• No other serious medical or psychiatric illness that would preclude study participation
  • No known allergic reaction attributable to compounds of similar chemical or biological composition to study drugs
  • No history of grand mal seizures
  • HIV negative
  • Not pregnant or nursing
  • Negative pregnancy test
  • Fertile patients must use effective contraception



  • See Disease Characteristics
  • More than 3 weeks since prior chemotherapy (6 weeks for nitrosoureas)

Endocrine therapy

  • See Disease Characteristics
  • No other concurrent corticosteroids


  • More than 4 weeks since prior radiotherapy


  • More than 4 weeks since prior major surgery


Location and Contact Information

      Palo Verde Hematology-Oncology, Glendale,  Arizona,  85304,  United States; Recruiting
Joseph Raymond Volk, MD  602-978-6255 

      Cancer Care Associates Medical Group - Redondo Beach, Redondo Beach,  California,  90277,  United States; Recruiting
Syed M. Jilani, MD  310-750-3300 

      Cancer Prevention and Treatment Center at Dominican and Watsonville Community Hospital, Soquel,  California,  95073,  United States; Recruiting
J. Talisman Pomeroy, MD  831-462-8750 

      Comprehensive Blood and Cancer Center, Bakersfield,  California,  93309-0633,  United States; Recruiting
Ravindranath Patel, MD  661-322-2206 

      Hematology-Oncology Medical Group of Fresno, Incorporated, Fresno,  California,  93720,  United States; Recruiting
Marshall S. Flam, MD, FACP  209-447-4949 

      Fountain Valley,  California,  92708,  United States; Recruiting
Robert A. Moss, MD  714-641-1128 

      Oncotherapeutics, West Hollywood,  California,  90069,  United States; Recruiting
James R. Berenson, MD  310-623-1200 

      Redwood Regional Oncology Center - Sotoyome, Santa Rosa,  California,  95405,  United States; Recruiting
Marek J. Bozdech, MD  707-525-4080 

      San Diego Cancer Center - Vista, Encinitas,  California,  92024,  United States; Recruiting
Alberto Bessudo, MD  760-634-6661 

      Southbay Oncology / Hematology Medical Group, Campbell,  California,  95008,  United States; Recruiting
Steven Scates, MD  408-376-2300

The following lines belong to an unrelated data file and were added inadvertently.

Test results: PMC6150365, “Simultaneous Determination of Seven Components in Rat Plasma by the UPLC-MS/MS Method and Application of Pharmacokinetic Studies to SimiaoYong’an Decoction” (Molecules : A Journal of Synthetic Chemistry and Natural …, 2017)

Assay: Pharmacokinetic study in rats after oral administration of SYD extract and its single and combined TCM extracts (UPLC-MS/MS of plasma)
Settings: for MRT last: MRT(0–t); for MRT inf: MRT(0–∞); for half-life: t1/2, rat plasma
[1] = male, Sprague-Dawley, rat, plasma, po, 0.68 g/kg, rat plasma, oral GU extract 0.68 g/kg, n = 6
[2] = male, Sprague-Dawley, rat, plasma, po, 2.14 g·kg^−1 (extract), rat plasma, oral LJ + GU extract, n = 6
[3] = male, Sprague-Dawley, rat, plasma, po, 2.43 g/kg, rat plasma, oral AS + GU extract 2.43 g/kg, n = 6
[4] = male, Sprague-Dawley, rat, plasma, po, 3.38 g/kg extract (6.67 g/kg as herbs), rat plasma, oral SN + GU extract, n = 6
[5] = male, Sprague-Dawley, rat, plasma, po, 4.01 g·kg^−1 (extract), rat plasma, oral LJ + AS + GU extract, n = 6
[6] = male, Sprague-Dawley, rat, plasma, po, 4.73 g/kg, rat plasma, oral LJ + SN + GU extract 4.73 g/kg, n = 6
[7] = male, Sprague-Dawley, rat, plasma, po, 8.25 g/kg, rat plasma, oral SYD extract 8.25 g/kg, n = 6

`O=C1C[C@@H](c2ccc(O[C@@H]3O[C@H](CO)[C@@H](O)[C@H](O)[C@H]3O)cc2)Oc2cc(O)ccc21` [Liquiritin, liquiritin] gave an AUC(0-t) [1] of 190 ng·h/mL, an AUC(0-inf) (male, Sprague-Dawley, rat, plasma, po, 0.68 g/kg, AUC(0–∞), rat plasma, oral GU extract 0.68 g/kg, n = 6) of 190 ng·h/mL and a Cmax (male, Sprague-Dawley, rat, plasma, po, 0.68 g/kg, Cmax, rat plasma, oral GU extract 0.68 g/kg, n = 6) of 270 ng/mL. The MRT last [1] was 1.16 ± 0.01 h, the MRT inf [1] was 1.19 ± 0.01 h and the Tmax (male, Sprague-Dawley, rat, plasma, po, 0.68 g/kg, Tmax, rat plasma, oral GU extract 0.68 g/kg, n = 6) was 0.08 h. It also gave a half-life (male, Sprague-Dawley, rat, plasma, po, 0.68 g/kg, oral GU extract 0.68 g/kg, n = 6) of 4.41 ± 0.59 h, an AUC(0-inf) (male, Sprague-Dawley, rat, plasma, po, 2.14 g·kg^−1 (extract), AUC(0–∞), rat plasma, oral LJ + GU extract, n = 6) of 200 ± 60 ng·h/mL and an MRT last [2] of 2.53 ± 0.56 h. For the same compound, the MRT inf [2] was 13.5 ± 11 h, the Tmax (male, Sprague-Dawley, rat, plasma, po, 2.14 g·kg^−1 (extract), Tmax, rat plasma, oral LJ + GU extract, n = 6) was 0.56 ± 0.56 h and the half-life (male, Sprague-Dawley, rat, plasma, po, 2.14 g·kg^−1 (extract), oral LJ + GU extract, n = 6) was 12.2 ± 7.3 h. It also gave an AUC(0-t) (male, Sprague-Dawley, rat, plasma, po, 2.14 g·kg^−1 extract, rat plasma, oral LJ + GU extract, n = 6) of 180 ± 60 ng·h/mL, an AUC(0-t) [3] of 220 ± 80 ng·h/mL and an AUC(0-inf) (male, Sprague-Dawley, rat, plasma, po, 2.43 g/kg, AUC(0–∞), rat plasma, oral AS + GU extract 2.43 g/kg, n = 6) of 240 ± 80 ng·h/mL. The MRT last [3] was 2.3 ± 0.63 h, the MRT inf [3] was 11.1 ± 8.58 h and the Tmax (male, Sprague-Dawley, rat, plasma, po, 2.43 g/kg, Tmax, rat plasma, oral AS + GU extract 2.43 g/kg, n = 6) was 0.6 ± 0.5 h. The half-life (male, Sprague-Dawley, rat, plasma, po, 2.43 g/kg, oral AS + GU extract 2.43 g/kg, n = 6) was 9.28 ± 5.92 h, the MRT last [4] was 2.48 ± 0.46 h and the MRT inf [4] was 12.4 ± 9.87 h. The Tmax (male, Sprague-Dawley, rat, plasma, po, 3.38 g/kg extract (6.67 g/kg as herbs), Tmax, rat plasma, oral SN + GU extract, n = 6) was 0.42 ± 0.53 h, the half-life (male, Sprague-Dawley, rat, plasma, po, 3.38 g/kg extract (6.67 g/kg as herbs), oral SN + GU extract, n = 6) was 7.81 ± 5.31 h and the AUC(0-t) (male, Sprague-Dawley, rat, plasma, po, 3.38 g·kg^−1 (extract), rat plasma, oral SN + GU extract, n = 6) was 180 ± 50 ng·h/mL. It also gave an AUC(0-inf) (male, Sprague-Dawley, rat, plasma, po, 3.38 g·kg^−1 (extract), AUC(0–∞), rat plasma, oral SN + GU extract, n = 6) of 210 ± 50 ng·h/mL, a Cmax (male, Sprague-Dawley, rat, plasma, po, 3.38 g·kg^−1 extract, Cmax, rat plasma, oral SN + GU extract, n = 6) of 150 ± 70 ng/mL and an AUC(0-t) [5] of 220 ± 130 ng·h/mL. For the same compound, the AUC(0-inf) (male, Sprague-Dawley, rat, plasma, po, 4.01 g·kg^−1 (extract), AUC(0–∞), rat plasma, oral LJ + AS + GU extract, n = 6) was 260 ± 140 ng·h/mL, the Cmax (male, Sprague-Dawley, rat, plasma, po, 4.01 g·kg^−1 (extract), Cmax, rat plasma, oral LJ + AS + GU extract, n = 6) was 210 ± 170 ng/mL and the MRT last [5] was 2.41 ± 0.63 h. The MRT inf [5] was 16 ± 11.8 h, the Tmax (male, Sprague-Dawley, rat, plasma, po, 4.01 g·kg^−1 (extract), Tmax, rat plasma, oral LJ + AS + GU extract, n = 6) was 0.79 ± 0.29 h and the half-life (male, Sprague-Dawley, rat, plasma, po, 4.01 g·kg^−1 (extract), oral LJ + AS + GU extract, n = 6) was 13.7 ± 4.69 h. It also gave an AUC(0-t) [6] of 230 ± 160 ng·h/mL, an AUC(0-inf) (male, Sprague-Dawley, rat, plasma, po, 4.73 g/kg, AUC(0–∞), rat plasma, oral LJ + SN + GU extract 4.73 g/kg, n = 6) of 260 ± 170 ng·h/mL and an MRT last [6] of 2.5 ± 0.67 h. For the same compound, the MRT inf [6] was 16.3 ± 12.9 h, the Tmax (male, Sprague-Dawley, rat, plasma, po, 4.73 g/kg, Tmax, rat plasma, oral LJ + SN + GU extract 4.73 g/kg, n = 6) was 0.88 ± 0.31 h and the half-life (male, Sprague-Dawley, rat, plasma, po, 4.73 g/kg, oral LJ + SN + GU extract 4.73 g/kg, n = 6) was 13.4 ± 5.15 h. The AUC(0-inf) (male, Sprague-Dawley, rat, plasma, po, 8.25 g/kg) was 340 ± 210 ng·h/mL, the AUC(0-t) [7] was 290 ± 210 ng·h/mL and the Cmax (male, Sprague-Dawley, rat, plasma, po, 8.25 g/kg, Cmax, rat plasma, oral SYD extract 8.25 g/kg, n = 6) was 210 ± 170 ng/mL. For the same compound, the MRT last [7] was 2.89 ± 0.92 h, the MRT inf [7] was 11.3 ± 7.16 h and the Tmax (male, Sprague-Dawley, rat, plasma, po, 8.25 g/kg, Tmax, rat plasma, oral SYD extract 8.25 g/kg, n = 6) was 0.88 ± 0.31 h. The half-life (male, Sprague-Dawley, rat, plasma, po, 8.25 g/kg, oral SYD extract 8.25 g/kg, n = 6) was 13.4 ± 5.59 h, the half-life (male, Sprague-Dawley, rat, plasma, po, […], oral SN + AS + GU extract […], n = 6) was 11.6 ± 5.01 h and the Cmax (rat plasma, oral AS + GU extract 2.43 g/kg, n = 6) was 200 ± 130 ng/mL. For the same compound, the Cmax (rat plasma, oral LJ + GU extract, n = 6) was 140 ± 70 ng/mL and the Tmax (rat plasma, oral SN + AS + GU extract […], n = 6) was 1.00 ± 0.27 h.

Mount Sinai Comprehensive Cancer Center at Mount Sinai Medical Center, Miami Beach,  Florida,  33140,  United States; Recruiting
Jose Lutzky, MD  305-535-3305 

      Atlanta Cancer Care - Roswell, Roswell,  Georgia,  30076,  United States; Recruiting
Ronald G. Steis, MD  770-740-9664 

      Tulane Cancer Center at Tulane University Hospital and Clinic, New Orleans,  Louisiana,  70112,  United States; Recruiting
Hana Safah, MD  504-988-6070 

      Center for Cancer and Blood Disorders, Bethesda,  Maryland,  20817,  United States; Recruiting
Ralph Vincent Boccia, MD, FACP  301-571-0019 

      William Beaumont Hospital - Royal Oak, Royal Oak,  Michigan,  48073,  United States; Recruiting
Ishmael A. Jaiyesimi, MD  248-551-6900 

New Jersey
      Cancer Center at Hackensack University Medical Center, Hackensack,  New Jersey,  07601,  United States; Recruiting
David Samuel Siegel, MD, PhD  201-996-5900 

New York
      SUNY Downstate Medical Center, Brooklyn,  New York,  11203,  United States; Recruiting
Olcay Batuman, MD  718-270-2785 

      Abramson Cancer Center of the University of Pennsylvania, Philadelphia,  Pennsylvania,  19104-4283,  United States; Recruiting
Edward Allen Stadtmauer, MD  215-662-7910 

      Utah Cancer Specialists - Administrative Office, Salt Lake City,  Utah,  84106,  United States; Recruiting
W. Graydon Harker, MD  801-269-0231 

Study chairs or principal investigators

James R. Berenson, MD,  Study Chair,  Oncotherapeutics   

More Information

Clinical trial summary from the National Cancer Institute's PDQ® database

Study ID Numbers:  CDR0000368637; ONCOTHER-MAC001; NCT00085345
Record last reviewed:  September 2004
Last Updated:  April 5, 2005
Record first received:  June 10, 2004 Identifier:  NCT00085345
Health Authority: United States: Federal Government processed this record on 2005-04-08

Cache Date: April 9, 2005